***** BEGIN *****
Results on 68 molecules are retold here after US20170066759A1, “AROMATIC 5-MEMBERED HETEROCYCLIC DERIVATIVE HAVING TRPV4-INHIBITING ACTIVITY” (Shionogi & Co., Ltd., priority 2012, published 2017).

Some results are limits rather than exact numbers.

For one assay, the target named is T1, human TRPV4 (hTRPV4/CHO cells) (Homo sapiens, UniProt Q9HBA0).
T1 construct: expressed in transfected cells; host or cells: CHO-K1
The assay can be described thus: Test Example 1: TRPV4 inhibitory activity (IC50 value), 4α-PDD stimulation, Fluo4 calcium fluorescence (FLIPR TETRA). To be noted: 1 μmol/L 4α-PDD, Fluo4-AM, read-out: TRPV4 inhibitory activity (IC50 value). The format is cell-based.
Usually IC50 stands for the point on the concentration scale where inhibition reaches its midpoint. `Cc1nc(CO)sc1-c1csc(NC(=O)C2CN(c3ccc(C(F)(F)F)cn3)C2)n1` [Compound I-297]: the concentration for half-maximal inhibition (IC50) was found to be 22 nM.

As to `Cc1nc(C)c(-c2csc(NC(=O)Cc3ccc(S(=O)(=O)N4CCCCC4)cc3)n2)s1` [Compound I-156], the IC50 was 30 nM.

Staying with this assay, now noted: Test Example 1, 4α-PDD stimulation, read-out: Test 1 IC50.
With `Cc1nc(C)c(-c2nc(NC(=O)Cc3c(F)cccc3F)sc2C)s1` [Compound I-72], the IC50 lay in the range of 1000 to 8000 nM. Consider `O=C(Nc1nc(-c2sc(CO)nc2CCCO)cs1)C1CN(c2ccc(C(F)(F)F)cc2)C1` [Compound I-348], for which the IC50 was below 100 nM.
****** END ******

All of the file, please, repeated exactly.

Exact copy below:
Results on 68 molecules are retold here after US20170066759A1, “AROMATIC 5-MEMBERED HETEROCYCLIC DERIVATIVE HAVING TRPV4-INHIBITING ACTIVITY” (Shionogi & Co., Ltd., priority 2012, published 2017).

Some results are limits rather than exact numbers.

For one assay, the target named is T1, human TRPV4 (hTRPV4/CHO cells) (Homo sapiens, UniProt Q9HBA0).
T1 construct: expressed in transfected cells; host or cells: CHO-K1
The assay can be described thus: Test Example 1: TRPV4 inhibitory activity (IC50 value), 4α-PDD stimulation, Fluo4 calcium fluorescence (FLIPR TETRA). To be noted: 1 μmol/L 4α-PDD, Fluo4-AM, read-out: TRPV4 inhibitory activity (IC50 value). The format is cell-based.
Usually IC50 stands for the point on the concentration scale where inhibition reaches its midpoint. `Cc1nc(CO)sc1-c1csc(NC(=O)C2CN(c3ccc(C(F)(F)F)cn3)C2)n1` [Compound I-297]: the concentration for half-maximal inhibition (IC50) was found to be 22 nM.

As to `Cc1nc(C)c(-c2csc(NC(=O)Cc3ccc(S(=O)(=O)N4CCCCC4)cc3)n2)s1` [Compound I-156], the IC50 was 30 nM.

Staying with this assay, now noted: Test Example 1, 4α-PDD stimulation, read-out: Test 1 IC50.
With `Cc1nc(C)c(-c2nc(NC(=O)Cc3c(F)cccc3F)sc2C)s1` [Compound I-72], the IC50 lay in the range of 1000 to 8000 nM. Consider `O=C(Nc1nc(-c2sc(CO)nc2CCCO)cs1)C1CN(c2ccc(C(F)(F)F)cc2)C1` [Compound I-348], for which the IC50 was below 100 nM.